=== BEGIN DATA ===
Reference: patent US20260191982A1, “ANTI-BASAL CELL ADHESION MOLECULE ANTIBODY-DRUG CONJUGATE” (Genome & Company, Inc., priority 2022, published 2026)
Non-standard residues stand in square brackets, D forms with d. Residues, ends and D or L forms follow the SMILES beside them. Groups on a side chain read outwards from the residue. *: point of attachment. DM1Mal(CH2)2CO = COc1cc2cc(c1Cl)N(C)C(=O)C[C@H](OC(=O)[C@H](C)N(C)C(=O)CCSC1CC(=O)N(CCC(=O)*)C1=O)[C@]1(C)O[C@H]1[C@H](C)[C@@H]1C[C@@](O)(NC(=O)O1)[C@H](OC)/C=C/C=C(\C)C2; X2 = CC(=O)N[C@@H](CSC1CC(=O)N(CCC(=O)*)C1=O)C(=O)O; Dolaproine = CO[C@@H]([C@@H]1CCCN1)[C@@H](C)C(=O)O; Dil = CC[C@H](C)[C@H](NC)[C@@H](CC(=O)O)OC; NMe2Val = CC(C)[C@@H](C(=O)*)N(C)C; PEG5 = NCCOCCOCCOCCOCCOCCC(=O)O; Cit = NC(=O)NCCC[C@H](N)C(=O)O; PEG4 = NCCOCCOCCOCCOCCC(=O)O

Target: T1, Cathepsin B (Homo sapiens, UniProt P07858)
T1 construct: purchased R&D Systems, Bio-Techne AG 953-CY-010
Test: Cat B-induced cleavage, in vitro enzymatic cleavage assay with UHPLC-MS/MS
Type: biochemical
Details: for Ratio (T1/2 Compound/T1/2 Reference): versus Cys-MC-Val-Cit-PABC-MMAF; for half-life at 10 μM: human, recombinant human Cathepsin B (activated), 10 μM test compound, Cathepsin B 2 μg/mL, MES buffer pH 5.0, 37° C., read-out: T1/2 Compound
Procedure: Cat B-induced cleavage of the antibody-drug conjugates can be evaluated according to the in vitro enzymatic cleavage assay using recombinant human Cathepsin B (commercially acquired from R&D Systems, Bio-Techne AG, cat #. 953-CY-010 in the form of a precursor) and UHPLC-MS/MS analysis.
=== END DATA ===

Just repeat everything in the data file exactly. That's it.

Reference: patent US20260191982A1, “ANTI-BASAL CELL ADHESION MOLECULE ANTIBODY-DRUG CONJUGATE” (Genome & Company, Inc., priority 2022, published 2026)
Non-standard residues stand in square brackets, D forms with d. Residues, ends and D or L forms follow the SMILES beside them. Groups on a side chain read outwards from the residue. *: point of attachment. DM1Mal(CH2)2CO = COc1cc2cc(c1Cl)N(C)C(=O)C[C@H](OC(=O)[C@H](C)N(C)C(=O)CCSC1CC(=O)N(CCC(=O)*)C1=O)[C@]1(C)O[C@H]1[C@H](C)[C@@H]1C[C@@](O)(NC(=O)O1)[C@H](OC)/C=C/C=C(\C)C2; X2 = CC(=O)N[C@@H](CSC1CC(=O)N(CCC(=O)*)C1=O)C(=O)O; Dolaproine = CO[C@@H]([C@@H]1CCCN1)[C@@H](C)C(=O)O; Dil = CC[C@H](C)[C@H](NC)[C@@H](CC(=O)O)OC; NMe2Val = CC(C)[C@@H](C(=O)*)N(C)C; PEG5 = NCCOCCOCCOCCOCCOCCC(=O)O; Cit = NC(=O)NCCC[C@H](N)C(=O)O; PEG4 = NCCOCCOCCOCCOCCC(=O)O

Target: T1, Cathepsin B (Homo sapiens, UniProt P07858)
T1 construct: purchased R&D Systems, Bio-Techne AG 953-CY-010
Test: Cat B-induced cleavage, in vitro enzymatic cleavage assay with UHPLC-MS/MS
Type: biochemical
Details: for Ratio (T1/2 Compound/T1/2 Reference): versus Cys-MC-Val-Cit-PABC-MMAF; for half-life at 10 μM: human, recombinant human Cathepsin B (activated), 10 μM test compound, Cathepsin B 2 μg/mL, MES buffer pH 5.0, 37° C., read-out: T1/2 Compound
Procedure: Cat B-induced cleavage of the antibody-drug conjugates can be evaluated according to the in vitro enzymatic cleavage assay using recombinant human Cathepsin B (commercially acquired from R&D Systems, Bio-Techne AG, cat #. 953-CY-010 in the form of a precursor) and UHPLC-MS/MS analysis.